by Philip Price
I watched what could be considered some very strange films at the Toronto International Film Festival last week, but I don't think any of them were as weird or out there as Jocelyn Moorhouse's “The Dressmaker.” This movie, you guys, is completely bonkers. You wouldn't think so given the look photo attached to this review and the fact it stars such credible and well-respected actors as Kate Winslet, Hugo Weaving and Judy Davis, but once this thing gets rolling it is both surprising and distracting as to how ridiculous it gets. As I watched the events of the film unfold I couldn't help but to keep writing down again and again how I couldn't believe they were going where they were going and yet, the film kept going...one step further. Now, to be clear, this isn't strange or ridiculous in the sense of bombastic violence or discussing things typically considered too taboo for everyday discussion, but more in the sense of general absurdities. Having not directed a film in nearly 20 years and operating strictly in Australia this would seem to be a fine opportunity to return for Moorhouse and there is plenty of stuff to have fun with here despite the fact I wasn't able to get on board with all of it. With Winslet leading the charge (though she seems miscast) Moorhouse and her ensemble of misfits that make up this small town in Australia endeavor to deliver a perfectly cheeky little screwball comedy that is able to hold a slight amount of substance rather than being completely flippant.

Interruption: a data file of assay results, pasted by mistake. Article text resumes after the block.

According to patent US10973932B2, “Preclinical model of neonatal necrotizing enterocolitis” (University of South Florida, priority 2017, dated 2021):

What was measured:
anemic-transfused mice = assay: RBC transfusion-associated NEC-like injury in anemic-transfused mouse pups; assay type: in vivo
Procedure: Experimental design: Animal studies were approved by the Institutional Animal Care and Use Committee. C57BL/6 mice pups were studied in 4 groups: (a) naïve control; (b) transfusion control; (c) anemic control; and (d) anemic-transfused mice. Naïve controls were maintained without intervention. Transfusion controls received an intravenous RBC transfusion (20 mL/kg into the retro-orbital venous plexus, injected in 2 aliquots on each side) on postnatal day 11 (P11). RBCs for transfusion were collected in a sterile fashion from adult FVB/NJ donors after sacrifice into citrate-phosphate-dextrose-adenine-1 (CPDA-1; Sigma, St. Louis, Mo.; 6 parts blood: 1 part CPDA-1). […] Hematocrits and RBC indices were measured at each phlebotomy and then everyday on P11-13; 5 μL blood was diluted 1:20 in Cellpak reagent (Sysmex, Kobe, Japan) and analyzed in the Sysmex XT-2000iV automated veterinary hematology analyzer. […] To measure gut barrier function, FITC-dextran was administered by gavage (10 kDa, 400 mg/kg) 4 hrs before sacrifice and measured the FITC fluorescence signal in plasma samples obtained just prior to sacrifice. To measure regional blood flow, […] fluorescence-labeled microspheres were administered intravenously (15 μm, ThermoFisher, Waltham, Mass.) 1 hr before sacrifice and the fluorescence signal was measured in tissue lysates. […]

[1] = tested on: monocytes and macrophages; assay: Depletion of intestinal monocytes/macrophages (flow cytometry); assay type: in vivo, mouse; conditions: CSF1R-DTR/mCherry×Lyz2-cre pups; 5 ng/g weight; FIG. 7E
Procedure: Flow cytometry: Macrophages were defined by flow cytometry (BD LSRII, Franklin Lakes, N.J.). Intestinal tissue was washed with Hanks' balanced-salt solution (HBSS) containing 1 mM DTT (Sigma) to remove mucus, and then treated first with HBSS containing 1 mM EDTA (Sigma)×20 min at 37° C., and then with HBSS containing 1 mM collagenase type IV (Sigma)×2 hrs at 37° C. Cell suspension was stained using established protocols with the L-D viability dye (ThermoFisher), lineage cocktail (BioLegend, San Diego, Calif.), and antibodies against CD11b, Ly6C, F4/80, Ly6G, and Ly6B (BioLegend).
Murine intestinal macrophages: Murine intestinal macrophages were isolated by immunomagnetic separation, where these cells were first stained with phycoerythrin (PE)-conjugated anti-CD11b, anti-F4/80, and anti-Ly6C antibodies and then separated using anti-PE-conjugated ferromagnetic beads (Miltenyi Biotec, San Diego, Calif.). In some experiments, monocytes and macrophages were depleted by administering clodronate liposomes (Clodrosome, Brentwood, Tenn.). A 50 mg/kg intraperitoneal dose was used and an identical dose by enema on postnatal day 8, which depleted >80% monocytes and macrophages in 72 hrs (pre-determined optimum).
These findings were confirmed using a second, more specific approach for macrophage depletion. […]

Based on Rosalie Ham's best-selling novel, “The Dressmaker” tells the story of Mertyl "Tilly" Dunnage (Winslet) who returns to her small home town in Dungatar, Australia to hopefully right the wrongs of her past. You see, Tilly was once accused of being a murderer, but she herself can't remember the incident the townspeople say she is responsible for. Tilly's mother (Davis) has been shunned as much as her daughter and lives like a hermit on the outskirts of town while un-affectionately being referred to as "Mad Molly." The town is governed by misogynistic mayor Evan Pettyman (Shane Bourne) whose wife, Marigold (Alison Whyte), has driven herself to the brink of insanity after the death of their son, Stewart, 25 years ago by keeping herself confined to her house and committing to keeping it literally spotless. There is also the rather flamboyant Sergeant Farrat (Weaving) who is the only source of authority in the town, but would rather be strutting his stuff on a runway somewhere. Given this defining character trait, Farrat is one of the few people in Dungatar who are happy to see the return of Tilly. This is due to the fact that in her absence, Tilly has become an expert dressmaker trained by Madeleine Vionnet in Paris. Upon her return, Tilly begins transforming the locals (including Sarah Snook's Gertrude) with her couture creations and the tide begins to turn and the truth begins to reveal itself as to what actually happened all those years ago.